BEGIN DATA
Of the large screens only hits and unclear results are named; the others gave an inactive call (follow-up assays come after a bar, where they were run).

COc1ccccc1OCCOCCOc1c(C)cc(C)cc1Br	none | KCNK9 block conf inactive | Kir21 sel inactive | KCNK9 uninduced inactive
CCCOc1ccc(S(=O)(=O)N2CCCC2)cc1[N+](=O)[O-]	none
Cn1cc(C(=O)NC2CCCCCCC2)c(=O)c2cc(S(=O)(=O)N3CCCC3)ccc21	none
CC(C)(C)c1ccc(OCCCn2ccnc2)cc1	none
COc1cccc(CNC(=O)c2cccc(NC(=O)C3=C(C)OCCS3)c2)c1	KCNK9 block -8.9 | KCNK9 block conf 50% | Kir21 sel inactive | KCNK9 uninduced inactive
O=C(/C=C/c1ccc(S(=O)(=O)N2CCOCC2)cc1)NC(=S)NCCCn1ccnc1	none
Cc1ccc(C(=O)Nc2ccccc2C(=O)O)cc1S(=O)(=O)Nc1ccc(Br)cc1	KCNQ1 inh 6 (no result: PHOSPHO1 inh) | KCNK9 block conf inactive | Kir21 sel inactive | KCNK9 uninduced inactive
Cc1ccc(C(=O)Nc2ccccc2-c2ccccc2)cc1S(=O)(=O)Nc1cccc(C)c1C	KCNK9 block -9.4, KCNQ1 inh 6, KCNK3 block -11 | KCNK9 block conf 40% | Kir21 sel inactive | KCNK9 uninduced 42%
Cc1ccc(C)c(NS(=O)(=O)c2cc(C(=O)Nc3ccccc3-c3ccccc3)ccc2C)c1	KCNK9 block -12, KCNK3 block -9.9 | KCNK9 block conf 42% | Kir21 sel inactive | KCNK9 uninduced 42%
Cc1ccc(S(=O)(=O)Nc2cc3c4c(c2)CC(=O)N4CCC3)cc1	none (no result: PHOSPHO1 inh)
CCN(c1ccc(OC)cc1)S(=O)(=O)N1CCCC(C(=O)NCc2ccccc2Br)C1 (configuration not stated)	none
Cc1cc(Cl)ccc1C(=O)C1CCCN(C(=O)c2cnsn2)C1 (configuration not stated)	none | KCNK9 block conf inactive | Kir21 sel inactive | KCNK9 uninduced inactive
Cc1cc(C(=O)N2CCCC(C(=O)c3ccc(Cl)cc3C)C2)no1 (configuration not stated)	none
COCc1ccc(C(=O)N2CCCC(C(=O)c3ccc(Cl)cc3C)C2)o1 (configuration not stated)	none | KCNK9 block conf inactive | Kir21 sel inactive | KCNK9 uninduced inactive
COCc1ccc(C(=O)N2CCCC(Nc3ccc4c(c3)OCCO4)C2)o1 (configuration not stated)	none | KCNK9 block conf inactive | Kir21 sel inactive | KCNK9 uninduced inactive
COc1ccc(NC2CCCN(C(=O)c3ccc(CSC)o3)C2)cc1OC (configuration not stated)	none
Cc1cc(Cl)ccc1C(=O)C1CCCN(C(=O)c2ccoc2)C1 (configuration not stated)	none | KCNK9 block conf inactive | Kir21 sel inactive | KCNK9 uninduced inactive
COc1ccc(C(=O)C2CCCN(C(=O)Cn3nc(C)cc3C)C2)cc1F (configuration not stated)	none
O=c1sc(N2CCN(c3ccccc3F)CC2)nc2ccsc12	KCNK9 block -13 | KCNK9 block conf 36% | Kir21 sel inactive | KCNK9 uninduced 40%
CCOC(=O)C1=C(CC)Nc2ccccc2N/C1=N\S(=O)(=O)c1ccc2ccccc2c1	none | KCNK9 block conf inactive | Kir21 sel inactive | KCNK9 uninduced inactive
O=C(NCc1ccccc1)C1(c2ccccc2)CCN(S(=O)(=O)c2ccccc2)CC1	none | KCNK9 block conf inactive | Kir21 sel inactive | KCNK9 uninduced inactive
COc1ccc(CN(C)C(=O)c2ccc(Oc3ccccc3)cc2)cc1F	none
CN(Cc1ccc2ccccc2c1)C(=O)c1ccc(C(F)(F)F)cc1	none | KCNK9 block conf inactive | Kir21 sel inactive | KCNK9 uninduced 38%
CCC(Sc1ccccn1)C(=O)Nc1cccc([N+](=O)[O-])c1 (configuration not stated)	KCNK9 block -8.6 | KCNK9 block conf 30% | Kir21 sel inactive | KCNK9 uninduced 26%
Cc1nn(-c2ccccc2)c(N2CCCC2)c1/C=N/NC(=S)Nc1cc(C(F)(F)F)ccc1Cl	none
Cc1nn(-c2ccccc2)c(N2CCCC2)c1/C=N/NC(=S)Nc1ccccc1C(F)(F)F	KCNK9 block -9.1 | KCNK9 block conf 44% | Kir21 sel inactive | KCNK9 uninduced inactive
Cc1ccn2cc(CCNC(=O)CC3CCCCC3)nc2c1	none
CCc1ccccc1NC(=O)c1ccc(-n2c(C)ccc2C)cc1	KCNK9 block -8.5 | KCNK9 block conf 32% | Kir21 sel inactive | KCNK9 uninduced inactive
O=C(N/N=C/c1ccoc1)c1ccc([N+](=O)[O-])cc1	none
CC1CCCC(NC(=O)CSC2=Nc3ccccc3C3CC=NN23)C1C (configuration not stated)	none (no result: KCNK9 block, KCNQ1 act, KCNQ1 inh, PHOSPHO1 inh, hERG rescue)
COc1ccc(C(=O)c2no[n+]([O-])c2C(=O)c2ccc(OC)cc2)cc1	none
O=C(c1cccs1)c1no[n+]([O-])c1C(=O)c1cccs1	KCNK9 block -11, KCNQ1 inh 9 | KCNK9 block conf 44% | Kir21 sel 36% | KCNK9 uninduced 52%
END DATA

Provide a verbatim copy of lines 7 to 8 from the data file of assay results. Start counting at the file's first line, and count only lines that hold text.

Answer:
O=C(/C=C/c1ccc(S(=O)(=O)N2CCOCC2)cc1)NC(=S)NCCCn1ccnc1	none
Cc1ccc(C(=O)Nc2ccccc2C(=O)O)cc1S(=O)(=O)Nc1ccc(Br)cc1	KCNQ1 inh 6 (no result: PHOSPHO1 inh) | KCNK9 block conf inactive | Kir21 sel inactive | KCNK9 uninduced inactive